Confirming the death, the Kyrgyz authorities said Askarov had been suffering from preexisting medical conditions and had recently refused to be treated with oxygen.


Miracle On The Vistula: How Poland Beat Back Lenin's Communists (12 pics)

Rarely seen photographs of the David-versus-Goliath fight between Poland and communist Russia that raged on the outskirts of Warsaw 100 years ago


Polish troops march in Kyiv in May 1920.

After several skirmishes with Russian troops in the blurred border areas, Polish along with some nationalist Ukrainian fighters captured Kyiv in the spring of 1920. It was not a popular move. British Prime Minister David Lloyd George remarked, "The Poles are inclined to be arrogant and they will have to take care they don’t get their heads punched."

Vladimir Lenin rallies a crowd of Red Army soldiers in Moscow before they head west to fight the Poles.
Poland’s seizure of Kyiv was a gift for Russia's new communist rulers. With victory in the Russian Civil War looking assured for Lenin's forces, the Bolsheviks were plotting the spread of the "revolutionary fires" of communism to Western Europe, particularly to Germany.

Left-wing militants in Germany's Ruhr region in the spring of 1920

Germany was in economic turmoil after World War I and, with the streets seething with unemployed soldiers and political extremists, a communist revolution there looked increasingly possible if Lenin's cavalry could clatter into German cities to help kick off a violent uprising.
The only thing standing between Russia and Germany was Poland.

Red Army soldiers reading a newspaper while assigned to the Polish Front.

Russian communist cavalry on its way to fight Polish forces

Although the opposing armies had various modern weapons at their disposal including lumbering, unreliable tanks, the swiftly moving battlefronts meant cavalry was key, and much of the fighting resembled wars from another era.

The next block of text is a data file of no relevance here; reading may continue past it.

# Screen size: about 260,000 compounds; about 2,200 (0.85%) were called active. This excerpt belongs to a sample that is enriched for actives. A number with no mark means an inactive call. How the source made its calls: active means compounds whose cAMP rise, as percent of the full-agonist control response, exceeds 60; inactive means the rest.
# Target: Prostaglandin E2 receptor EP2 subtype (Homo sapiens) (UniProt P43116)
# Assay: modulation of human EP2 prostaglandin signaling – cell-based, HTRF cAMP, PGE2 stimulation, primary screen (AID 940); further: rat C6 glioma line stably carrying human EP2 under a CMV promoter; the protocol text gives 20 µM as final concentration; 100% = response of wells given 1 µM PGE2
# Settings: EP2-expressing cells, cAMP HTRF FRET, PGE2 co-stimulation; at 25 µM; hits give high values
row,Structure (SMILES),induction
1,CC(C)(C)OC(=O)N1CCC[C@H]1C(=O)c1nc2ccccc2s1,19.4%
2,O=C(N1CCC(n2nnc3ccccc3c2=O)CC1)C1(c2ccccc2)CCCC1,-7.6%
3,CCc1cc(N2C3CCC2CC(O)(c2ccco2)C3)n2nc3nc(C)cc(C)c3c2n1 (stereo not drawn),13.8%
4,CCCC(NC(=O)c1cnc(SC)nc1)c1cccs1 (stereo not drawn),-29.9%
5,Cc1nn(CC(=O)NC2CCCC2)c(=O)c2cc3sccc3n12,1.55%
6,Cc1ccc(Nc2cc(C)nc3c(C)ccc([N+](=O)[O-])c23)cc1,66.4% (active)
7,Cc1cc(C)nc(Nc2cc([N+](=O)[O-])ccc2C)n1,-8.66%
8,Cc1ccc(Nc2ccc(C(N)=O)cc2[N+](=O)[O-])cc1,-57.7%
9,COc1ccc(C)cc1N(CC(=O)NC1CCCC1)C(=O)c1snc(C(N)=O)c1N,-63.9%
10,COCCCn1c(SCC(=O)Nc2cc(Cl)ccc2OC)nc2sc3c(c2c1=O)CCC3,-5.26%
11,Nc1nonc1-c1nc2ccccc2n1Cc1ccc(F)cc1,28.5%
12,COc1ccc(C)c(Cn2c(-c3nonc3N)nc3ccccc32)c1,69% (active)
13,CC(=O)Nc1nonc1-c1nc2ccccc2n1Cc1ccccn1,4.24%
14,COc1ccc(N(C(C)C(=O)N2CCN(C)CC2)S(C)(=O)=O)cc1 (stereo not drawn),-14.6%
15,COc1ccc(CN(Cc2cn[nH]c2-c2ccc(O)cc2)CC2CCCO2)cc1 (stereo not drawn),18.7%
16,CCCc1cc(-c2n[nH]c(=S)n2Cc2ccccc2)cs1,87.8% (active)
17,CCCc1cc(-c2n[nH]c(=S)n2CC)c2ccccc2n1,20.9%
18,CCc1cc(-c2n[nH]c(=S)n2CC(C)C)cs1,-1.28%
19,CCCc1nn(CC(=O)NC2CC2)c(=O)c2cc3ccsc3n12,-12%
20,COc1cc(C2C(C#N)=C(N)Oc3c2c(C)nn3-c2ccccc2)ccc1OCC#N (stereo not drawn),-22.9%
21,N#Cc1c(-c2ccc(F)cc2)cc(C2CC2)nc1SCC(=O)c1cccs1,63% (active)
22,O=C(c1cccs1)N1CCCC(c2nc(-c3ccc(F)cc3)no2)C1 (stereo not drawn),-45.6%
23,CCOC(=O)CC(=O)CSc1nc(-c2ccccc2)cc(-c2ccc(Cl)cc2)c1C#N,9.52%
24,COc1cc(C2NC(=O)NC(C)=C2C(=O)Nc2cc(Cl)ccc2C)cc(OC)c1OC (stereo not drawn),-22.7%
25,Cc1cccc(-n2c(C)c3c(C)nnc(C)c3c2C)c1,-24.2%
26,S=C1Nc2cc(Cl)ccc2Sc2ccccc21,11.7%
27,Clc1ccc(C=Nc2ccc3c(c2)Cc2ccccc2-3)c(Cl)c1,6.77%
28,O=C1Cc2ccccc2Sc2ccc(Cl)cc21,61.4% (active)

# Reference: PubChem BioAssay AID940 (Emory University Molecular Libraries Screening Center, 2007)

Polish volunteers stand armed with scythes

A Polish horseman described watching one tense face-off between Polish and Bolshevik Cossack cavalry:
"A colorfully-dressed rider galloped out of the swarm of Cossacks on a magnificent black horse and, waving his sword above his head shouted: 'Well, my lords, I'm Cossack Kuzma Kruchkov. Who'll take me on?'
"At this, a murmur ran along the row of officers standing in front of the first lancers. 'Raciecki! Yes, Raciecki.' Captain Raciecki (the best swordsman in the regiment) passed his sword to his left hand to make the sign of the cross with his right and then began to move towards Kruchkov at a walk. Kruchkov sprang towards him at a gallop. Raciecki parried the first cut, aimed at his head, himself slashing fiercely to the right and down, cutting Kruchkov open from the collar to the waist. At this, a howl went up among the Cossacks and the whole lot turned tail as our regiment began to charge."

Polish fighters kneel to pray.

Polish troops being transported to the front line in boxcars. The troops were "decorated with flowers by Polish boys and girls as they passed."

On August 6, Polish forces planned a final stand at Warsaw as vast dust clouds from the advancing communist horsemen were spotted smudging the horizon, and panic swept over the city.

Polish troops just east of Warsaw await the communists.

One American pilot who volunteered for the Poles was Merian C. Cooper (above). After Cooper's plane was shot down he spent several months in Red Army captivity before escaping. He would later return to the United States to co-direct and produce the 1933 hit movie King Kong. It is Cooper himself depicted piloting the plane that finishes off King Kong in the film's final action sequence.

Polish fighters get ready for battle.

A Bolshevik delegation arrives for talks with Polish representatives before the battle for Warsaw.